What has Social Media taught us that could translate into the Little House on the Prairie scenerio? Think for a second…hmm, it has taught me how to use innovation to build relationships. It has taught us that communities are important for so many reasons..but most importantly how to communicate using new innovation.

So, if right this second someone took an eraser and starting erasing the laptop sitting infront of me, the iPhone in my hand, the telephone at my desk, the server in the closet, the electrcity in the walls…and on and on. I would want to know how my friends I have built connections with on Facebook, Twitter, email, blogs, etc. are doing. I would want to reconnect in a more basic manner. I would want to figure out how to communicate with my grandparents, my friends I established on Twitter who are all over the world, etc.

We would innovate and create new forms of communication or step back and rely on traditional forms of communication to find ways to gather, communicate, share ideas, have a drink, and so on. We might even start writing letters again, you know those good ole fashion hand written letters that might be delivered via a horse or a person driving a car that only uses a carburetor.

We would probably value face-to-face interaction because we cannot quickly get our fix on Twitter where we communicate like someone watching a tennis match. Do we depend too much on electronic communication and forget how to establish and maintain relationships outside of the grid? Have we evolved too much with the grid where we can only create a thought through a keyboard which restricts our critical communication skills necessary in a face to face interaction?

HMM…I wonder. I wonder where we are going? I wonder who will be able to evolve without the grid? Will I be able to or am I conditioned to depend on the iPhone?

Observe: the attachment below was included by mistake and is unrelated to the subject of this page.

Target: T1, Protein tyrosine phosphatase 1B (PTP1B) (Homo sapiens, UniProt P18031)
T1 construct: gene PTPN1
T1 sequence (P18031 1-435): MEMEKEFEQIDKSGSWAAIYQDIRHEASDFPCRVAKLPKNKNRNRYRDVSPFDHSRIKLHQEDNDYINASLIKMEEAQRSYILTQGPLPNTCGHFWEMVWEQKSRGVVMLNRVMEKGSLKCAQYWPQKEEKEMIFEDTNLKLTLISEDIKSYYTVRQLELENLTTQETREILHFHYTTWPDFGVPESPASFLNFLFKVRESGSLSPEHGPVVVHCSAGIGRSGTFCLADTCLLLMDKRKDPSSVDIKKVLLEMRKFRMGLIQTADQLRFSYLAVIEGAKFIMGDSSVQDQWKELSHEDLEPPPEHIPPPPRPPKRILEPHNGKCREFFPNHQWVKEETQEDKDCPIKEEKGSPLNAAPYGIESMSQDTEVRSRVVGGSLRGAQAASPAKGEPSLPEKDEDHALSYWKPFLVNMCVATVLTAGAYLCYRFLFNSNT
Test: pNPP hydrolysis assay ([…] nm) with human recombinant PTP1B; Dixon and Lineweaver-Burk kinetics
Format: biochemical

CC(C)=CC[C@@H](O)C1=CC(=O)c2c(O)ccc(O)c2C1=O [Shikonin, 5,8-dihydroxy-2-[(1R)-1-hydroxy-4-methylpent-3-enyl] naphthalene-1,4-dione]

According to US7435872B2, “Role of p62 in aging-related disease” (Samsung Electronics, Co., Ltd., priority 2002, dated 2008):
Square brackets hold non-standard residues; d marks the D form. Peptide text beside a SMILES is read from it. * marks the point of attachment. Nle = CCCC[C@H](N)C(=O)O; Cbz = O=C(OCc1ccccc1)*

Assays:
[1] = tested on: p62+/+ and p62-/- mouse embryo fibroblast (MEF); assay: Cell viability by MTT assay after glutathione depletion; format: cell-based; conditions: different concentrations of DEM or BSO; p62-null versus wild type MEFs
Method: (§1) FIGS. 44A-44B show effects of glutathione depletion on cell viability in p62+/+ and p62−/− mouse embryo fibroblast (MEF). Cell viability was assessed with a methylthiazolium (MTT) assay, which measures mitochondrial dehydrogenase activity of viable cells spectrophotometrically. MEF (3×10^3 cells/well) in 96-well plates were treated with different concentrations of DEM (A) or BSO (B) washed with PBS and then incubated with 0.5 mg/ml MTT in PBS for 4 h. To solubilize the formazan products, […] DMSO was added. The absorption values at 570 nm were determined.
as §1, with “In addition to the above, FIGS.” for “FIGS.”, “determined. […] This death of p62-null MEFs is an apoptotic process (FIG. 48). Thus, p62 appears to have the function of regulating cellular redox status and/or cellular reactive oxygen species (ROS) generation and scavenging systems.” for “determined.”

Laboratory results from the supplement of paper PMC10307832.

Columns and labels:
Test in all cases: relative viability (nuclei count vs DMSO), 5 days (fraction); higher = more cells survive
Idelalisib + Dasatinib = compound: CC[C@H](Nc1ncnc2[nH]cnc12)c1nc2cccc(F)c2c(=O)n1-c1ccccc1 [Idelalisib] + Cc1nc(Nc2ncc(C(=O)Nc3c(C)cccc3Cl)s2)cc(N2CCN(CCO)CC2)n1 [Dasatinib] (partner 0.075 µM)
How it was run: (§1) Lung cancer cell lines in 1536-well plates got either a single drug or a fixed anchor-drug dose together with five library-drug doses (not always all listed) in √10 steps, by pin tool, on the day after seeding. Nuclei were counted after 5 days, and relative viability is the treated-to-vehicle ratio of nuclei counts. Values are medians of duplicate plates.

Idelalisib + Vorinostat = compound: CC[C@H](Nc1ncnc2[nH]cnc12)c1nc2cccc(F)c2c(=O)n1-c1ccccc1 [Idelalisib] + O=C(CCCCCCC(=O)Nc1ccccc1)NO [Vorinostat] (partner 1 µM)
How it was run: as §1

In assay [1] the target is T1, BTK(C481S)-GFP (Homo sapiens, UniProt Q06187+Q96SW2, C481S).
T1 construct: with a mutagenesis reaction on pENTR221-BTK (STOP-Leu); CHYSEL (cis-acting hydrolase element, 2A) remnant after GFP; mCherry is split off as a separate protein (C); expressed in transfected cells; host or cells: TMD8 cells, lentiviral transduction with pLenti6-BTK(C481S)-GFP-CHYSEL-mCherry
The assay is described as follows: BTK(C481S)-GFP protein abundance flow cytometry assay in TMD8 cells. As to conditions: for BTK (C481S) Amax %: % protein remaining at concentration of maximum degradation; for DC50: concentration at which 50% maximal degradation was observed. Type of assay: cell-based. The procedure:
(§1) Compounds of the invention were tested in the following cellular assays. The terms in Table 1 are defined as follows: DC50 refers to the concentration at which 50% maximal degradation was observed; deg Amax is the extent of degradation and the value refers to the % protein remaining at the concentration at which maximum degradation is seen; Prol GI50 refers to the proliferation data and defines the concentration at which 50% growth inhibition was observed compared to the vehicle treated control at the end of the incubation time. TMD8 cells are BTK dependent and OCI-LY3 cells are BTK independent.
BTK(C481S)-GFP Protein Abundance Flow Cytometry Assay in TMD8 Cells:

When I left broadcast television news back in 2000 to return to graduate school, one thing I did was step back from the grid. I got rid of a cell phone and tried to re-evaluate how I communicate. It was nice not to depend on that device that followed me around… tying me to the grid.

Now…I am dependent upon the grid! This powerful pieces of connectivity that i get thoroughly pissed off when i drive through a “DEAD ZONE” or when my cable modem drops connectivity for ONLY A FEW MINUTES. Oh no, I can’t write a blog, I can’t tweet, I can’t upload a photo….I JUST CAN”T EXPRESS MYSELF…what has the world come to?

But hold on…I am breathing…I can talk…I can shake a hand…I can communicate with my mouth…with my handwriting. I can still express myself.

Have you ever caught yourself saying…what did we do before the Internet? What did we do? Really…what did you do? Maybe we did actually Tweet, maybe using a different method?

I have always explained my conversations in Twitter using this scenario. Imagine showing up for a big conference and you walk into a room filled with close to a thousand people. As you walk through the crowd, you ware walking in and out of conversations…listening to comments as you make you way through. You might stop for a second to chat…then keep on walking, in and out of conversations….until you reach a group you are ultimately there to see. You might still mingle after finding that group, walking in and out of conversations…but ultimately you are there to talk to certain groups…as you are listening to different conversations.